Governor Calls Decision ‘Terrible News’

      COLUMBIA, S.C. (CN) – Gov. Mark Sanford called a state Supreme Court order that he request $700 million in federal stimulus money for schools and public safety “terrible news” for the state’s taxpayers. In a unanimous decision Thursday, four state Supreme Court justices held that the duty to execute the state budget, properly enacted by the General Assembly, is a ministerial duty of the governor, and “he has no discretion concerning the appropriation of funds.”




     A fifth judge wrote a concurring opinion.
     The ruling put to rest the long-running battle between Sanford, a possible contender for the Republican presidential nomination in 2012, and the Republican-controlled Legislature over acceptance and use of the money, which is intended to support educational and public safety programs.
     The Legislature included the funding, part of more than $2.8 billion in stimulus funds that are available to South Carolina over the next two years, in its budget for the next fiscal year. But Sanford said only the governor had authority to request the $700 million and refused to do so unless the Legislature committed an equal amount to paying down the state’s budget deficit.
     Sanford’s statement, released about 90 minutes after the court issued its written opinion, was unusual in its length and almost Shakespearean in its sound and fury, signifying little more than his capitulation to the state Supreme Court, and the end of the fight.
     “Some clear handwriting was on the wall in respect to how the Supreme Court would come down on the issue, and while we’re not surprised by the verdict we are certainly disappointed,” Sanford said.
     “This decision is terrible news for every taxpayer in South Carolina, and even more so for future taxpayers who will ultimately bear the responsibility of paying for this so-called ‘stimulus’ without seeing any benefit from it. The Legislature squandered the best chance in a generation to make some much-needed reforms to the antiquated horse-and-buggy form of government that has plagued our state from a cost standpoint and an accountability standpoint for over a century.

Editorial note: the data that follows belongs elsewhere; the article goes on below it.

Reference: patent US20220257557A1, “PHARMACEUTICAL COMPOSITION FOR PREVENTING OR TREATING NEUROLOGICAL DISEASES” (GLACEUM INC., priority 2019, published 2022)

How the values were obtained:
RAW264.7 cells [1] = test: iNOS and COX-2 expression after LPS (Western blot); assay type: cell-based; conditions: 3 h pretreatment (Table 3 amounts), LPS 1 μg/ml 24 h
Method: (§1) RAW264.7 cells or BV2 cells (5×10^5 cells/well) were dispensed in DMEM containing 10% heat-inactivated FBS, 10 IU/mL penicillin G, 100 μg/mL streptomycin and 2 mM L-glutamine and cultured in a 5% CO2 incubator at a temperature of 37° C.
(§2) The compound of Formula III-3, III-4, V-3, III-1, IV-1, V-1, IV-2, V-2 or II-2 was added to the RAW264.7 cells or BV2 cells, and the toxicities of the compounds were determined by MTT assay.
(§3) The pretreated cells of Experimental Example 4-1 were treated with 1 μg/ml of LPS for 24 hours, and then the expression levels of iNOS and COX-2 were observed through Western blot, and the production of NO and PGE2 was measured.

“If there’s to be any positive from this, it’s our hope that people across South Carolina will see just how ill-served they are under our current system of government,” he continued. “What the Supreme Court said today is that a governor elected to represent the interest of 4 million South Carolinians doesn’t matter – the only thing that matters is the will of legislative leadership elected by a few thousand, and the will of the Supreme Court justices elected by and funded by those very same legislators.
     “That’s just one of many tragic oddities in our state government, but it’s emblematic of the legislative dominance keeping our state from competing in the 21st Century.” Sanford added. “In our final 18 months in office, we’re going to use every tool available to us to highlight some much-needed reforms to our governmental structure.”
     Sanford then reiterated that he plans to abide by the court’s decision and said he will sign the paperwork.

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